Information on this page provided by Claude Flowers.
- The single of “The More You Live the More You Love” preceded the release of the album. It was nominated as the “Screamer of the Week” (best new song) on the New York radio station WLIR. Mike called in during the station’s daily “5:30 Phone Call” to discuss the making of the new album, as well as the “More You Live” video. Sadly, the track did not win as “Screamer of the Week.”
- The U.S. pressing of the LP had a siticker on the cover advertising selected tracks.The full color inner sleeve of the LP features a variety of snapshots and professional photos of the band, including pictures taken during the “Nightmares” video shoot.
- The band promoted the disc with a “Full Moon Tour” of theaters across North America. T-shirts sporting the woodcut crescent moon artwork from the “More You Live” single were sold, as were tourbooks from the “Listen” tour (apparently the group had been stuck with leftover copies).
At the band’s concert at the Beacon in Manhattan, Billy Idol’s guitarist Steve Stevens was in the audience, causing a sensation among fans. Before the group took the stage, an unedited studio recording of “2:30” from “Listen” was played over the P.A., considerably longer than the minute-long snippet featured on that album. Presumably the full version exists somewhere in the band’s archives. The Bangles were scheduled to open the show, but did not appear for undisclosed reasons.
AFOS opened with “Over My Head,” followed by the b-side “Lost Control,” which was sabotaged by fauty microphones. At one point, only Frank’s voice could be heard. Mike, who wore a smart-looking grey suit, joked that he blamed cheap Japanese technology. “I Ran” followed, with a projection of the cover art from the British single.
As the gig wore on, Paul perspired profusely, so much so that a fan handed him the AFOS t-shirt she had purchased so that he could towel off with it (He did so, then held up the shirt so everyone could see the artwork. The intense finale of “Suicide Day” was accompanied by flashing strobelights. They closed with “Telecommunication,” Mike making his usual demands that the crowd, “Make some noise!” After AFOS departed, an unusual remix of “Never Again (The Dancer)” played over the P.A., not the version featured on the “Dancer” UK 12” single. In front of the venue, bootleg t-shirts were hawked featuring a “Listen”-era publicity photo of the band on the front and a shot of The Bangles on the back.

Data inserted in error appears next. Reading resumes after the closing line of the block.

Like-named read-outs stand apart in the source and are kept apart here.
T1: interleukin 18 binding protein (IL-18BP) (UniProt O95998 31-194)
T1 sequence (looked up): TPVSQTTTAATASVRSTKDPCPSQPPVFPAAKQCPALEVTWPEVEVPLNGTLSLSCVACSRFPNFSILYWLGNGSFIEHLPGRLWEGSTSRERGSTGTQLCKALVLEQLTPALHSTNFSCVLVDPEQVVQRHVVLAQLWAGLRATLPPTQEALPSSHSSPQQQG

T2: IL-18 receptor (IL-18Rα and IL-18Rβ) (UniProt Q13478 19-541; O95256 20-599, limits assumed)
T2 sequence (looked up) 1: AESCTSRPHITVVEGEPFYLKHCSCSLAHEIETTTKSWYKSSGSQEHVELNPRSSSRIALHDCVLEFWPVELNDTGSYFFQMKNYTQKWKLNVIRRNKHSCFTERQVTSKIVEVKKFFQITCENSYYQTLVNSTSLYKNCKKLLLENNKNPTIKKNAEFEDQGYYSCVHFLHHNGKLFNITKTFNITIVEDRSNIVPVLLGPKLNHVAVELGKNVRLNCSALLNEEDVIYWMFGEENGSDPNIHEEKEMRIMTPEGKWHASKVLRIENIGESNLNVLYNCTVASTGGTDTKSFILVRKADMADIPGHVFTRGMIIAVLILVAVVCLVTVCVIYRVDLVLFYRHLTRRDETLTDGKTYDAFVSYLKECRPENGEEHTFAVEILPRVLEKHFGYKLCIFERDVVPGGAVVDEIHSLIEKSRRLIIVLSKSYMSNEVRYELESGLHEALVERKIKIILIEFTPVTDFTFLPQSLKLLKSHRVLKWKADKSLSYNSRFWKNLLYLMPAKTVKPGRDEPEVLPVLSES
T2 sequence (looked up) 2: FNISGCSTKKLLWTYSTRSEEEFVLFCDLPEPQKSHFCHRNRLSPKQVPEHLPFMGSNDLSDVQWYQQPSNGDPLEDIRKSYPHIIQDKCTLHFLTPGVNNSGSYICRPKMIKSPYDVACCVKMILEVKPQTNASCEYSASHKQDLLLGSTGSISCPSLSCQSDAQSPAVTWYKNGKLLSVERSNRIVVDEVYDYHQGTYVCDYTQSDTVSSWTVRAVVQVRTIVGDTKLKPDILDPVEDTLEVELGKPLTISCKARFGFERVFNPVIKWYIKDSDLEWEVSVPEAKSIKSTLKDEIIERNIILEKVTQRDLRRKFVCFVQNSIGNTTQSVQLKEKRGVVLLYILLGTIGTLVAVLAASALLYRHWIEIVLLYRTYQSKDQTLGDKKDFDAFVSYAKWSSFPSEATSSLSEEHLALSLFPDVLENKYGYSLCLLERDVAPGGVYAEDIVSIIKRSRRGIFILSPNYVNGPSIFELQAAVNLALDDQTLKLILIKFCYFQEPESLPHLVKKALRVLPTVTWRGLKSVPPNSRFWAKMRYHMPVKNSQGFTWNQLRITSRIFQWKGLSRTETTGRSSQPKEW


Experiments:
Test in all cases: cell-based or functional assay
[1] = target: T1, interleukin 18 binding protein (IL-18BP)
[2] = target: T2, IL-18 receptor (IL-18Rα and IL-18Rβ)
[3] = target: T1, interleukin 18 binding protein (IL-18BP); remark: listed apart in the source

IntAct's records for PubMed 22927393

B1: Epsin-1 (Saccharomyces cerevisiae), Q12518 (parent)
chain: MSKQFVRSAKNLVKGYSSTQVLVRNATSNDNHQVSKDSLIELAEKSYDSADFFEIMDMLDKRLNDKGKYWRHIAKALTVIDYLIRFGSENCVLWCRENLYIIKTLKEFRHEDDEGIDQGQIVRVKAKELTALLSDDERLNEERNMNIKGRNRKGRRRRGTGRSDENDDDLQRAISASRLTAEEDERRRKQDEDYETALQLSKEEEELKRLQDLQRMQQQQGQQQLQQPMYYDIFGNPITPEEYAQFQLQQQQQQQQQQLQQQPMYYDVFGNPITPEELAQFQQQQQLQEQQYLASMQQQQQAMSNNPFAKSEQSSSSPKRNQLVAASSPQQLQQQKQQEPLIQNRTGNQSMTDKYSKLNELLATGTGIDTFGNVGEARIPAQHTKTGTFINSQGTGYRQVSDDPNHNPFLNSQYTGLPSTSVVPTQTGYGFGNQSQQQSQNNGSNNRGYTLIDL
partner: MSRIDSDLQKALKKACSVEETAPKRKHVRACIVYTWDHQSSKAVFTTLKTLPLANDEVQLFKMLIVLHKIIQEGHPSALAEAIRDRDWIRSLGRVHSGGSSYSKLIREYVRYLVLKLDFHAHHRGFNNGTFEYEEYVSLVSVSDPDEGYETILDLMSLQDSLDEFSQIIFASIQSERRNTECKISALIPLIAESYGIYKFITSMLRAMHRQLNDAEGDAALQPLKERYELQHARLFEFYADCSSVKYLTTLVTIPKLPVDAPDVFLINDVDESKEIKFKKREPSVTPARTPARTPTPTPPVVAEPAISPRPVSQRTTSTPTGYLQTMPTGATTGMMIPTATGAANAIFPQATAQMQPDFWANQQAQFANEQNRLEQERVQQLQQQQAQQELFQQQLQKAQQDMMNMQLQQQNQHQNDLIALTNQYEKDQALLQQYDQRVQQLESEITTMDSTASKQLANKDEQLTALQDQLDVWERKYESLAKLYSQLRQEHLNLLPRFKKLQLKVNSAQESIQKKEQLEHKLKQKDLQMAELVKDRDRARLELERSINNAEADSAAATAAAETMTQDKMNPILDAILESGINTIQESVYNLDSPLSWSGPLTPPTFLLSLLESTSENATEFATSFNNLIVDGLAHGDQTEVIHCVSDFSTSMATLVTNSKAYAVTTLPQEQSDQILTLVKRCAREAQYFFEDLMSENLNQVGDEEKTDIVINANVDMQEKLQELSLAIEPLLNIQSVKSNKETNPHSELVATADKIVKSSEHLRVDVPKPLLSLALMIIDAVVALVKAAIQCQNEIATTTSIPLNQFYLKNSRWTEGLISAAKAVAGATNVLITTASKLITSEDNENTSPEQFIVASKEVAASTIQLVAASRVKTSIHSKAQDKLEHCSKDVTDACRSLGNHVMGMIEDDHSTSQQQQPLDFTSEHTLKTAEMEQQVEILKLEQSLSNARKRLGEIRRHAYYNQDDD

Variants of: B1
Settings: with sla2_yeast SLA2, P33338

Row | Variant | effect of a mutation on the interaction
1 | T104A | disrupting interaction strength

- “The Story of a Young Heart” sold poorly in the U.S. Copies of the LP and cassette ended up in the “cut-out” bins of excess inventory, selling for as little as a dollar per copy. These still showed up in stores at such low prices well into 1989. The CD, however, was never released in North America and has become a collector’s item. It is possible to recreate most of the disc’s running order by gathering tracks from various AFOS compilations, with the exception of “Suicide Day,” which has never been reissued.
- Press response to the album was poor. New Jersey's Aquarian Weekly gave the disc a rating of 3 out of 10, ending with the faint praise of, "The Story of a Young Heart is more or less the same at its predecessors. It's mildly tuneful, occasionally hummable and basically forgettable. A Flock of Seagulls are far too inoffensive to hate, but they're perfect for ignoring."
- A radio broadcast of a show performed in Toronto during 1984 surfaced in recent
times with the running order of "Heart of Steel," "Lost Control," "I Ran," "The
Story of a Young Heart," "Never Again (The Dancer)," "The More You Live, The
More You Love," "Remember David," "Nightmares," "Space Age Love Song," and
- In 2008, the CD was reissued by Cherry Pop records with
seven bonus tracks and liner notes written by David Adams.
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